How leaves and ecosystem processes are changing?

Currently I am a postdoc at the Enquist Lab at The University of Arizona. I am developing new remote sensing approaches that leverage the long record of multispectral reflectance and be able to track long-term changes in community-level leaf traits anywhere in the world over the last 4 decades. The more I think about it, the more convinced I am that part of the future of ecological remote sensing may be hiding in all of the worldwide satellite observations taken in the past and re-learning to use it.

My aim right now is integrating remotely sensed plant trait information, with our state of the art knowledge in vegetation-radiation interactions, plant function and ecosystem processes, so we can actually monitor how the whole biosphere works and have worked over the last decades. Lets see where we can get. Expect some research updates soon!

Linkages between surface reflectance, vegetation traits, and ecosystem processes

I began my quest better integrate these three aspects during my postdoc at the Goulden Lab. First, I tried to understand the biophysical and physiological mechanisms driving the relationship between Vegetation Indices and gross primary production (ecosystem photosynthesis).

Combining data from several biomes with proces-based models, I discovered that indices (e.g. EVI and NIRv) strongly sensitive to the amount of leaves and a trait correlated to leaf photosynthesis hold a strong and universal relationship to ecosystem photosynthesis. This trait is the Leaf Mass per Area, a key trait in plant ecology, slowly gaining attention from the flux, modeling and carbon cycle communities.

Learn more about this on our paper at Remote Sensing, and look for our ideas on how to design better indices to study ecosystem function from the space.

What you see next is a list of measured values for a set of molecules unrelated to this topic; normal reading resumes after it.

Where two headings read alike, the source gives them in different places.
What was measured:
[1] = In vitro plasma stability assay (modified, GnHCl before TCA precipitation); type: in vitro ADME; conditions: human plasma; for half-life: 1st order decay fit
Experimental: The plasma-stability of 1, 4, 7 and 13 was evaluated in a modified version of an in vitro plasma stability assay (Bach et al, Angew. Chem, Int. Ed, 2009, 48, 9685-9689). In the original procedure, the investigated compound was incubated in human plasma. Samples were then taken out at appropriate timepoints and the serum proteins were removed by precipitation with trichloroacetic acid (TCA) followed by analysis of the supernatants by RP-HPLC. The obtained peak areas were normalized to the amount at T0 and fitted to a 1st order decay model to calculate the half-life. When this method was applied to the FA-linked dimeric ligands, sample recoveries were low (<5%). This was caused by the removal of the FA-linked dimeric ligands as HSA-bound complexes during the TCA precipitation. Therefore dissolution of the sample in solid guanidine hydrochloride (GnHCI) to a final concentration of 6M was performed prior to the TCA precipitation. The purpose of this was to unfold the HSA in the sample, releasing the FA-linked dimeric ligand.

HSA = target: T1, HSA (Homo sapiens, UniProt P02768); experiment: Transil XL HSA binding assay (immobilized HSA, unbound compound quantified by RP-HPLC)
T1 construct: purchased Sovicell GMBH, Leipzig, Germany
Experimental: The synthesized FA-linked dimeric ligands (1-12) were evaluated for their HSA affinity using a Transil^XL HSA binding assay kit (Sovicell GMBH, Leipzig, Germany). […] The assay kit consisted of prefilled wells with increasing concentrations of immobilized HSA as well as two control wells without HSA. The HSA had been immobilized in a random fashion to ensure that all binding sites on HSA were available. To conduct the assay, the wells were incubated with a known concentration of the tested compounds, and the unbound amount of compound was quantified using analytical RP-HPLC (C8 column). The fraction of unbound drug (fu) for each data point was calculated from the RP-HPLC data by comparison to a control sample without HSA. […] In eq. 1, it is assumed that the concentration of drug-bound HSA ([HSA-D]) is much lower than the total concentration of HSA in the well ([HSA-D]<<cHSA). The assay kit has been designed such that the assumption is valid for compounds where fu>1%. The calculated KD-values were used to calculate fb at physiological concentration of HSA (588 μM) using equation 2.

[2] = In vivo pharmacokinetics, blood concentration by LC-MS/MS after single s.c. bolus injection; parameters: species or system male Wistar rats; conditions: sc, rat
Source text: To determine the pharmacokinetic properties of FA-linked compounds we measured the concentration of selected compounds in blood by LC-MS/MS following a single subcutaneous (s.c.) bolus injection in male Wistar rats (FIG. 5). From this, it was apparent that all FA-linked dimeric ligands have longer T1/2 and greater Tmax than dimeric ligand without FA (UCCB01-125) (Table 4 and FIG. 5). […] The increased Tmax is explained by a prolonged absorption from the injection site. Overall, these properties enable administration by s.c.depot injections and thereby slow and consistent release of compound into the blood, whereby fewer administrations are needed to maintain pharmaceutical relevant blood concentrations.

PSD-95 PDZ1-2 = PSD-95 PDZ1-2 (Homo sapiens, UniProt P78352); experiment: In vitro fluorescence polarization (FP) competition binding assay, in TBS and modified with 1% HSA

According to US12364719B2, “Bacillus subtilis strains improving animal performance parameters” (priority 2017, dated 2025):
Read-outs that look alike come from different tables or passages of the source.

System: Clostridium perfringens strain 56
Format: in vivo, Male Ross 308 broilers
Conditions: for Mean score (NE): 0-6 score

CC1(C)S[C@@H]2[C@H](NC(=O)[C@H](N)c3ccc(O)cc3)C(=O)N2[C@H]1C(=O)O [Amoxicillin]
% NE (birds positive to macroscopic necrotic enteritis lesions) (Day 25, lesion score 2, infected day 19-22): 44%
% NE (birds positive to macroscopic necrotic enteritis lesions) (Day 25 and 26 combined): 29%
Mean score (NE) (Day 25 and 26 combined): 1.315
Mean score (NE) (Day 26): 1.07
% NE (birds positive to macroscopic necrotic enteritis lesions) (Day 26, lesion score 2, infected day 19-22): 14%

Then, I tied to assess how the boreal forest has been changing over the last decades by studying trends of remotely sensed vegetation indices. This research is providing some interesting findings:

  • How to better map fires from surface reflectance data
  • New reinterpretations of the greening and browning trends of the boreal forests
  • New vegetation indices to monitor changes in plant traits from multispectral satellites

These projects have left me a lot of ideas on how to integrate reflectance, traits and ecosystem processes to achieve a better understanding of how the biosphere works.

Ecosystem consequences of changing vegetation in the Sonoran Desert

Cattle grazing is carried throught the Mexican part of the Sonoran Desert. In order to increase its grazin capacity, vast amounts of xeric shrublands have been proposefully converted to grasslands dominated by a highly productive African/Asian grass, the buffelgrass (Cenchrus ciliaris L.).

Using data from two adjacent eddy covariance towers, we (the Plant Ecophysiology Lab from Universidad de Sonora) studied how this change in vegetation may be impacting carbon and water fluxes. We found that:

  • Shrubland and buffelgrass savanna sites can be significant carbon sinks
  • The change in vegetation may not alter net ecosystem production, but alters the seasonal and interannual dynamics due to phenological, physiological and morphological changes in the vegetation.
  • Our findings provide some new insights into mechanisms operating at grassland-shrubland transitions

See our papers at Agricultural and Forest Meteorology and Rangeland Ecology and Management.